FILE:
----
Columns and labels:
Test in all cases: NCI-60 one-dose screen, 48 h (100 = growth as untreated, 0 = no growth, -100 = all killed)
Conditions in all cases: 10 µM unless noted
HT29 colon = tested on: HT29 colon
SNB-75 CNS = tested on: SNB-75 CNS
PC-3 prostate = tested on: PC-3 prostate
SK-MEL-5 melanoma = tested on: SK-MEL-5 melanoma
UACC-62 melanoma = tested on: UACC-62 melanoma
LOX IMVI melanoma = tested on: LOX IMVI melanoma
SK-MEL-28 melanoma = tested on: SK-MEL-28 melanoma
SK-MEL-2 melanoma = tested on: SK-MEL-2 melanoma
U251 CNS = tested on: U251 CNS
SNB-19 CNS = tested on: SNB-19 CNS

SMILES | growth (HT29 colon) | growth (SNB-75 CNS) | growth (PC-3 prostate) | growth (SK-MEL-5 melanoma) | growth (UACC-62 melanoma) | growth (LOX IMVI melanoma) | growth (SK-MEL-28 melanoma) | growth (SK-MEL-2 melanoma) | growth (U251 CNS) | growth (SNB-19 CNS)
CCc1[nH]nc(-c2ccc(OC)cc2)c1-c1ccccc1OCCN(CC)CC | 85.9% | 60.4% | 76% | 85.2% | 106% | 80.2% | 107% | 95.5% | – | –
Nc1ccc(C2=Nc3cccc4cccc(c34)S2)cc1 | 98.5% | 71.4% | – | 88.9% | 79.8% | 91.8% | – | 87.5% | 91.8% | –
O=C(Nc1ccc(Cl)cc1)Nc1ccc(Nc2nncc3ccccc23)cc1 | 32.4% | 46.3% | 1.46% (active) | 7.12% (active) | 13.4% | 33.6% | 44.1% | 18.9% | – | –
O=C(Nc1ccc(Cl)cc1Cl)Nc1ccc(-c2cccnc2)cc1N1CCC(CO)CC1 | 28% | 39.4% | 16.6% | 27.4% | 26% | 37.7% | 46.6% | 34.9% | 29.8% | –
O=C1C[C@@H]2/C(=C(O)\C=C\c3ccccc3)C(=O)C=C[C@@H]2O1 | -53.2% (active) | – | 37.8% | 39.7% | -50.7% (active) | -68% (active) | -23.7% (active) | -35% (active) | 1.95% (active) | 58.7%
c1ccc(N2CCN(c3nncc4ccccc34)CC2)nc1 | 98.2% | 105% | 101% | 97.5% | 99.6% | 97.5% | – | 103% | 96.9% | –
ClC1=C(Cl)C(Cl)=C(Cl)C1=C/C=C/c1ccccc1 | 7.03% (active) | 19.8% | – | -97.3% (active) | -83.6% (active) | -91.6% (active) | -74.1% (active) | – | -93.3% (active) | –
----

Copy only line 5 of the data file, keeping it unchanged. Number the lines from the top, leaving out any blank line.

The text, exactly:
SNB-75 CNS = tested on: SNB-75 CNS